Professor Geoff Jameson

Jameson Geoff

Professor Geoff Jameson

Associate Investigator

Phone: 06 356 9099 ext. 84626

Postal Address:

Institute of Fundamental Sciences
Massey University
Riddet Road
Private Bag 11 222
Palmerston North 4442

Geoff Jameson received his BSc Hons (1974) and PhD degrees (1977) from the University of Canterbury, under the mentorship of Ward Robinson and the late Gordon Rodley on the structural chemistry of picket-fence porphyrins.  Following postdoctoral positions at Northwestern Univeristy (bioinorganic chemistry) and University of Zürich (chemistry within the solid state) and a tenured position at Georgetown University (bioinorganic and magneto-chemistry), he returned to New Zealand, joining Massey University in 1994 and moved into structural biology, becoming Professor in Structural Chemistry and Biology in 2001. He was elected a Fellow of the Royal Society of New Zealand in 2003, and was awarded the Massey University Research Medal (Individual) in 2010 and the Marsden Medal of the New Zealand Association of Scientists in 2011. Along the way, he has published over 170 papers and book chapters, helped with NZ’s investment and access to the Australian Synchrotron (on-going), secured funding for NZ’s highest field NMR spectrometer, the Bruker 700 MHz with Cryoprobe, advised on the MacDiarmid Institute-funded acquisition of Massey University’s unique capability for chemical crystallography, and contributed fully to teaching at all levels.

In addition to being an Associate Investigator in the MacDiarmid Institute, he is an AI of the Maurice Wilkins Centre for Molecular BioDiscovery and the Biomolecular Interactions Centre, and a Principal Investigator in the Riddet Institute.

Research Interests

Geoff enjoys some notoriety for work on pathological crystal structures, both protein and small(ish) molecules. Research interests span solid-state chemistry to enzyme structure and function (superoxide dismutases and enzymes from metabolic pathways present in microorganisms but not in humans) to biophysical properties of food components and modifiers (β-lactoglobulin and pectin/pectin methylesterase) and to origin of life studies on the chemical and physical behaviour of RNA and its components at extremes of pressure and temperature. This latter is concomitant with the development of high-pressure/high-temperature NMR capability at Massey University.


Associated Content


Teamwork facilitates a detailed pressure-induced spin crossover study

Our team around Principal Investigator Sally Brooker, Associate Investigator Geoff Jameson and Emeritus Investigator Jeff Tallon took on the challange and investigated a first row transition metal complex upon their spin states under the influence of external stimuli such as pressure and temperature. When the ligand field in octahedral d4-d7 first row transition metal complexes […]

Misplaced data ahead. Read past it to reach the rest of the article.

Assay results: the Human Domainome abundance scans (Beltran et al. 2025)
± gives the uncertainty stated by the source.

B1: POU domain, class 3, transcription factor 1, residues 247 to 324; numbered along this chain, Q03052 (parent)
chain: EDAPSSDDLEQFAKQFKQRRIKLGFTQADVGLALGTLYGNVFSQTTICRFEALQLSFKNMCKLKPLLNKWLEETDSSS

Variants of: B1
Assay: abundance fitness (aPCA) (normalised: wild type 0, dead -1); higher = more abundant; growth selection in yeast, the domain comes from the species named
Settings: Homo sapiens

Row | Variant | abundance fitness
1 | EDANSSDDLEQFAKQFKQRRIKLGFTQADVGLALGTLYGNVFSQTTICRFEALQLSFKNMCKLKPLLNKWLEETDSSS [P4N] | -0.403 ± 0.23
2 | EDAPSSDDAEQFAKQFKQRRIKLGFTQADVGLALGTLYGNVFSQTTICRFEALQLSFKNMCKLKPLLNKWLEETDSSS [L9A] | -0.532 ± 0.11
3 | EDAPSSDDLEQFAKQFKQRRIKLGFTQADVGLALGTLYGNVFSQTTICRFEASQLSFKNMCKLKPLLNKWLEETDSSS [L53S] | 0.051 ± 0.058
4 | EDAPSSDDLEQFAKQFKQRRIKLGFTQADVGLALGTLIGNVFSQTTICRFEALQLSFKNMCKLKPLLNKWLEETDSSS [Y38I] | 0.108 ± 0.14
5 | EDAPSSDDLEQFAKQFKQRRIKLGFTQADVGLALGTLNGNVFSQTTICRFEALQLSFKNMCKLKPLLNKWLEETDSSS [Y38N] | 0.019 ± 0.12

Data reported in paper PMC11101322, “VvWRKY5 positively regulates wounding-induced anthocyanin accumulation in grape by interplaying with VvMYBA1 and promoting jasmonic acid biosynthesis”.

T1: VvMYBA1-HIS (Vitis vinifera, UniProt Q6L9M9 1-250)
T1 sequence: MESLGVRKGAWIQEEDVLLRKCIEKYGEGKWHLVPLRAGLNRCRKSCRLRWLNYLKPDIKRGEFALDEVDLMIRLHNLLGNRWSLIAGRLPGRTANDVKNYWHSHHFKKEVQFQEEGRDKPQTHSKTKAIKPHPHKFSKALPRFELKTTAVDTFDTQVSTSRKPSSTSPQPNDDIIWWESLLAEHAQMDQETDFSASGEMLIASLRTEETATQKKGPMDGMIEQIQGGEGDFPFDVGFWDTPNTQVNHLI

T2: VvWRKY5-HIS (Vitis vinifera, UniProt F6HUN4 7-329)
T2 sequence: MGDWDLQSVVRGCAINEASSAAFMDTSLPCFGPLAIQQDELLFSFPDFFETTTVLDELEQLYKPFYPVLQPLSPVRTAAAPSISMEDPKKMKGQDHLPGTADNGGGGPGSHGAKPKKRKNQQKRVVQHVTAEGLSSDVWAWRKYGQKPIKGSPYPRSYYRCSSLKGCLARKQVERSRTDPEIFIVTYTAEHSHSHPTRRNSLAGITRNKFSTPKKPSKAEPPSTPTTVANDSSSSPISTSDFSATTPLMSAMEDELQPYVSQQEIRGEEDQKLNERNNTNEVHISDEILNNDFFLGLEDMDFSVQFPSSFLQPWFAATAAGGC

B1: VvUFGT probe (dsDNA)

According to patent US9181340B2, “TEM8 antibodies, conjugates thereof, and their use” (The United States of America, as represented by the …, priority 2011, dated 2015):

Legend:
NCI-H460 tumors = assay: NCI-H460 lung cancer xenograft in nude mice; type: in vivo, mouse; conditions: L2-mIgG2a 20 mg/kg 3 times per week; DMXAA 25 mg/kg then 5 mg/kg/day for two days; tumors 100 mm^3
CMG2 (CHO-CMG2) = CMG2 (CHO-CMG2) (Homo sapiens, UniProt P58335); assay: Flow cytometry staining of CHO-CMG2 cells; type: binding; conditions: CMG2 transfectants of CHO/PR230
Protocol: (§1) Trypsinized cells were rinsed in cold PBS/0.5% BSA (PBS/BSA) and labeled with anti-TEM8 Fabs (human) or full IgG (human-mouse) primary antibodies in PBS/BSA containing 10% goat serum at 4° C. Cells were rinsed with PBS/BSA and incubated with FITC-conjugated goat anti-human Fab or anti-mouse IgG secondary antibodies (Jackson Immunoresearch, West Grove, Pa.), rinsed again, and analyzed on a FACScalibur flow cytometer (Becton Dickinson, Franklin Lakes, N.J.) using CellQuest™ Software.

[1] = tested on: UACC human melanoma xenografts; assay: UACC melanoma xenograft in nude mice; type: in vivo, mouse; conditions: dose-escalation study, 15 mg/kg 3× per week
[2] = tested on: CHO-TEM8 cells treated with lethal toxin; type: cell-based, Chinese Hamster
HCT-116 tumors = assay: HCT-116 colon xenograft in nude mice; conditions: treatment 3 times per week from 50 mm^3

Last thoughts for 2011

We have had a large number of successes this year, starting with Professor Sir Paul Callaghan (VUW) being named New Zealander of the Year which led straight into our biennial International conference.  This year the conference was held in Wellington and it was the largest of the five that we have held, bringing several hundred […]


Prof Geoff Jameson: 2011 Marsden Medal

Professor Geoff Jameson was awarded the 2011 New Zealand Association of Scientists’ Marsden Medal. The Marsden Medal is awarded for a lifetime of outstanding service to the cause or profession of science, in recognition of service rendered to the cause or profession of science in the widest connotation of the phrase. Geoff is an Associate […]

Collaborating On A (Very) Small Scale

    Casual conversations over conference tea-cups, chance meetings in stairwells, idle flicking through a journal – these may not sound like the stuff of which scientific endeavours are made, but they can provide a surprisingly significant role in the development of research projects and collaborations that span an organisation, a city, sometimes even the […]

The Ultimate Video Game

  Most research techniques or instruments are familiar only to the people who work with them, but there are a few that have become well known outside the scientific community. X-ray crystallography, or more generally X-ray diffraction, is one of them. Pioneered by Nobel laureates Max von Laue and the father/son combination of William Henry and […]

Being a PhD Student in New Zealand

  Raoul Peltier, France What degree are you doing?A PhD in the Department of Chemistry at the University of Auckland, supervised by Professors David Williams and Margaret Brimble. What is your research about?Antifreeze glycoproteins found in Antarctic fishes inhibit the growth of tiny ice crystals at cold temperatures. This allows the fish to survive in […]